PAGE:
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Visiting Hong Kong

iStock_000020332697MediumThe most common impression of Hong Kong is that it’s a big bustling city, all skyscrappers, crowded streets, endless neon lights and largely about shopping and business with little focus on arts or culture. That common belief is true, on the surface Hong Kong is all of those things – but venture a little further and you’ll find a whole lot more.

The sight of Hong Kong’s skyline is one of the great wonders of the modern world. It’s not just the sight of hundreds of skyscrappers reaching up to the sky. It’s the added challenge that they’re all perched on the edge of Hong Kong Island on a thin strip of land between Victoria Peak and the deep harbour.

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Catching a cable car up the incredibly steep incline to ‘The Peak’ viewing platfrom will give you a stellar view over the skycrappers across Hong Kong Bay to Kowloon. Since the handover from the United Kingdon is 1997 Hong Kong’s landmarks have gradually been dropping their English names, so what used to be ‘Victoria Peak’ is now just ‘The Peak’.

Mong Kok MarketHead across the bay on a super cheap Star Ferry to Tsim Sha Tsui and you’ll get the even better reverse veiw back to Hong Kong Island. Time your trip to coincide with Chinese New Year and you’ll be rewarded with one of the most amazing light shows, entire buildings are works of art.

Over in Tsim Sha Tsui you’ll find one of the worlds great shopping precincts, inside the massive Ocean Terminal, where the cruise ships dock, are over 700 individual shops, and if you keep walking through the streets you’ll come across pretty much every designer label known to man. Be adventurous, check out the little independent shops in underground arcades – where Hong Kong’s up-and-coming fashion designers display their creativity.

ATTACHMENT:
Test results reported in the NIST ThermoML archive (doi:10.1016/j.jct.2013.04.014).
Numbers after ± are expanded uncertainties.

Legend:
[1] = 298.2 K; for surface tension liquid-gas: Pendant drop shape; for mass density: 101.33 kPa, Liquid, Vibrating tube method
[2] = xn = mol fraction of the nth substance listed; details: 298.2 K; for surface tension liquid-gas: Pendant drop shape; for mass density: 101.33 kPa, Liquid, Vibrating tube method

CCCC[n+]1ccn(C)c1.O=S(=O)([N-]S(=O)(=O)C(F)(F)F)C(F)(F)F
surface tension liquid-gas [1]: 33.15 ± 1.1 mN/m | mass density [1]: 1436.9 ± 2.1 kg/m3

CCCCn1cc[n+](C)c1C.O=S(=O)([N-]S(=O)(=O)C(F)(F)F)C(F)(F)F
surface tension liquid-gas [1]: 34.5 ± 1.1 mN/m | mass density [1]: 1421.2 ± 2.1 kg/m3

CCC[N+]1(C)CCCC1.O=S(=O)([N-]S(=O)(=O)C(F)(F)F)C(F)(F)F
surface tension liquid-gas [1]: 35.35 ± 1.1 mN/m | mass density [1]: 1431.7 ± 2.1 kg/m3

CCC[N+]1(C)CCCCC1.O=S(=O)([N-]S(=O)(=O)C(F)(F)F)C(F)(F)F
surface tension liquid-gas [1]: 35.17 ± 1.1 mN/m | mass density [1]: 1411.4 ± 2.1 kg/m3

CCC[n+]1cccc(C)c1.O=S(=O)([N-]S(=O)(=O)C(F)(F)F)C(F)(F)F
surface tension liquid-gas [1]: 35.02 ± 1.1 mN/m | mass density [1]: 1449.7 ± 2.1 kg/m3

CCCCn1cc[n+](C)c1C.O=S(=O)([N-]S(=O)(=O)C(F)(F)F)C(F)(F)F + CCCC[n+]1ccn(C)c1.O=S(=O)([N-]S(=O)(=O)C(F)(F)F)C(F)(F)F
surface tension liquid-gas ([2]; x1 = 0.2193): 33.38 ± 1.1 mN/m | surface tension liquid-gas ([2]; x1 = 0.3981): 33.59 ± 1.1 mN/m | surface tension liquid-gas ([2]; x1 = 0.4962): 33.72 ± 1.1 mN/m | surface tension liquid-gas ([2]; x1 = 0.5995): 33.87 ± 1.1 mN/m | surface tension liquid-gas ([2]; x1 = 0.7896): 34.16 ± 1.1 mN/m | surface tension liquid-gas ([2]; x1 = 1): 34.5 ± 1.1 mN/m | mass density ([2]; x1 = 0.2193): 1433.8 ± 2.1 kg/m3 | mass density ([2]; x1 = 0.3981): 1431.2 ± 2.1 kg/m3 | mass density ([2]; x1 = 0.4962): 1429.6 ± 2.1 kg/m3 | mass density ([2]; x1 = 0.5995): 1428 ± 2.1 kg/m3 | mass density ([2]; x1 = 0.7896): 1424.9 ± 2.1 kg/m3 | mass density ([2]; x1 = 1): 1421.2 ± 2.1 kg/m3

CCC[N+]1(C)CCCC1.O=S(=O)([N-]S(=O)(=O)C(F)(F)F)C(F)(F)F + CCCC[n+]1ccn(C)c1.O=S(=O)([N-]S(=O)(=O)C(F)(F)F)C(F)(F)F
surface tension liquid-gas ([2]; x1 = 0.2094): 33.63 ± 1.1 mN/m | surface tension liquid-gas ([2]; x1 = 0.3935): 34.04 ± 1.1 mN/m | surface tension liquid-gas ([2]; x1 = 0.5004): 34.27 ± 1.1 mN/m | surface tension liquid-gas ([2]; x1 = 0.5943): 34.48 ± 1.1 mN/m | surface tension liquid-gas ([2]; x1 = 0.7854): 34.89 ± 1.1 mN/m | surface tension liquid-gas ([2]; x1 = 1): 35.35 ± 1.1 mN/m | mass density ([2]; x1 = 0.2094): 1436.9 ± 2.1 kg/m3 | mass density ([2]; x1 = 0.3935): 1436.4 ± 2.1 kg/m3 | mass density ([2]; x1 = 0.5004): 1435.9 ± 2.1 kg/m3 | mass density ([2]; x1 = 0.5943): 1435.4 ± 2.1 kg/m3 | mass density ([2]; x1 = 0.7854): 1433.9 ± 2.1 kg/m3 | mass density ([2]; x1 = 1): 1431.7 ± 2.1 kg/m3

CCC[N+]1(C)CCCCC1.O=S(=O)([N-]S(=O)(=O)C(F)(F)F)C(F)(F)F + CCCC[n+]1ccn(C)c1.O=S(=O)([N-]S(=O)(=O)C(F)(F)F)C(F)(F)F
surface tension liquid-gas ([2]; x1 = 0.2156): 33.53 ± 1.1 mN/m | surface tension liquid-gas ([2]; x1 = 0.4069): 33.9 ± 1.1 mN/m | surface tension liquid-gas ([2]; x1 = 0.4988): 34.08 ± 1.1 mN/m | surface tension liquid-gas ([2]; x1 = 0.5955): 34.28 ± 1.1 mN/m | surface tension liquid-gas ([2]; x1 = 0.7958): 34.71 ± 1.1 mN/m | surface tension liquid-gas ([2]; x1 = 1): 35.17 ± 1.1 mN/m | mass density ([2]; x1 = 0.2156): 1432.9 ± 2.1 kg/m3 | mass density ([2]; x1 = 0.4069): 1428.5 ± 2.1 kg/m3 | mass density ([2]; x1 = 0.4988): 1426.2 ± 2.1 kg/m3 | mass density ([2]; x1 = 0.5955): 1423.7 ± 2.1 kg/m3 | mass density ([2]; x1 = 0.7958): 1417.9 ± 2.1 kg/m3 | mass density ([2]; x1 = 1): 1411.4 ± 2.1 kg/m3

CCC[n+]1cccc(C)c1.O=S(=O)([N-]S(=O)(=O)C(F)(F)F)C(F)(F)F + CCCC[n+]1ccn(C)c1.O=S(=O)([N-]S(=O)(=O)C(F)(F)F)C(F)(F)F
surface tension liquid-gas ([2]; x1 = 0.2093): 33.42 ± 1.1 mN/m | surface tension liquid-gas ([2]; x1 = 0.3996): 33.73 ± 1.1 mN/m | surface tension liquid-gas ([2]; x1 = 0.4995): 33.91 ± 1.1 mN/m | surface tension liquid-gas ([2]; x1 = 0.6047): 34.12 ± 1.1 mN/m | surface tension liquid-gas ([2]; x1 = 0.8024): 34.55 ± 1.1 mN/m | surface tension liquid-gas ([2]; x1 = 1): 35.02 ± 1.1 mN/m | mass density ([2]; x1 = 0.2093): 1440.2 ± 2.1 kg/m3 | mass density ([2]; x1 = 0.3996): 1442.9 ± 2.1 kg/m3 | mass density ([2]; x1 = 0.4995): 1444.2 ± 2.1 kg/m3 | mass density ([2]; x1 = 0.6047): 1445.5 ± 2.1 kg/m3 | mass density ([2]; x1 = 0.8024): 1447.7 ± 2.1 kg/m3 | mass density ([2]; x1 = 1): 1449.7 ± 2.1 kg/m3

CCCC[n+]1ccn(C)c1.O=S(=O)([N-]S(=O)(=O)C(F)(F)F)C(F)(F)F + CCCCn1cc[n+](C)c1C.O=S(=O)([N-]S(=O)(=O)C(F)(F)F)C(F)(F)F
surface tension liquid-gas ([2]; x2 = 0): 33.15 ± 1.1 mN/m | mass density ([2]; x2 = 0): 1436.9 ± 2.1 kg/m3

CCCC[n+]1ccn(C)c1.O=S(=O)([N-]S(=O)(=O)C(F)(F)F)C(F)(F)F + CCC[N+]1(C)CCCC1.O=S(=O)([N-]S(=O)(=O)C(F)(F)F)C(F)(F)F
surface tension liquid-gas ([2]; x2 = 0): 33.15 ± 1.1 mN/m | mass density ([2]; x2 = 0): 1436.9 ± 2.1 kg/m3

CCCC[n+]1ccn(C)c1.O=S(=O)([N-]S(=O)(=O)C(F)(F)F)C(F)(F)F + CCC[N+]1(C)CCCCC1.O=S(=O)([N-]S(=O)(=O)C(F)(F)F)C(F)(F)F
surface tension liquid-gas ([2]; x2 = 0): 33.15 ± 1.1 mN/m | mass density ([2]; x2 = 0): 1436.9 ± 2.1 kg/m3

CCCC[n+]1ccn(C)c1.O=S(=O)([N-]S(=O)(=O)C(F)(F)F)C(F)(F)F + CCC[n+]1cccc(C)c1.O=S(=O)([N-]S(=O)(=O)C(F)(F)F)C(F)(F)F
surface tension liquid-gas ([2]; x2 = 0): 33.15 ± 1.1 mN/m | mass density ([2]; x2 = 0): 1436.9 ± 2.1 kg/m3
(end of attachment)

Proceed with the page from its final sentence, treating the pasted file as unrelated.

Catch one of Hong Kong’s super fast subway trains down to Mong Kok and when you return to ground level you’ll be in the middle of a fabulous street market packed with everything from clothes, knick knacks and an incredibly interesting vegetable market. Don’t worry about getting too lost in the maze of markets, eventually you’ll stumble over the entrance to the train station again and be able to make your escape.

Venturing further a field a ferry ride can take you over to Lamma Island, a tranquil beach filled island that is the complete opposite of Hong Kong’s concrete pavements. Lamma is where you can feel the sand beneath your feet and get back to nature. The island’s got a more hippy attitude to life, stores are filled with great handmade crafts, and the seafood resturaunts feature the freshest produce.

If you’re staying for more than a few days explore the fun that is Disneyland Hong Kong, and the popular Ocean Park – which has been voted one of the world greatest theme parks.

Getting around Hong Kong is easy, there are superfast subway trains, ferries across the bay are cheap, as are taxis, and most good hotels will have free shuttle buses to take you to popular spots. The weather will be different depending what time of the year you visit, right now it’s hot and humid, but visit in winter and you’ll need a scarf and jacket.

Graeme Watson visited Hong Kong in March, and was based in the city in 1999 and 2002.     

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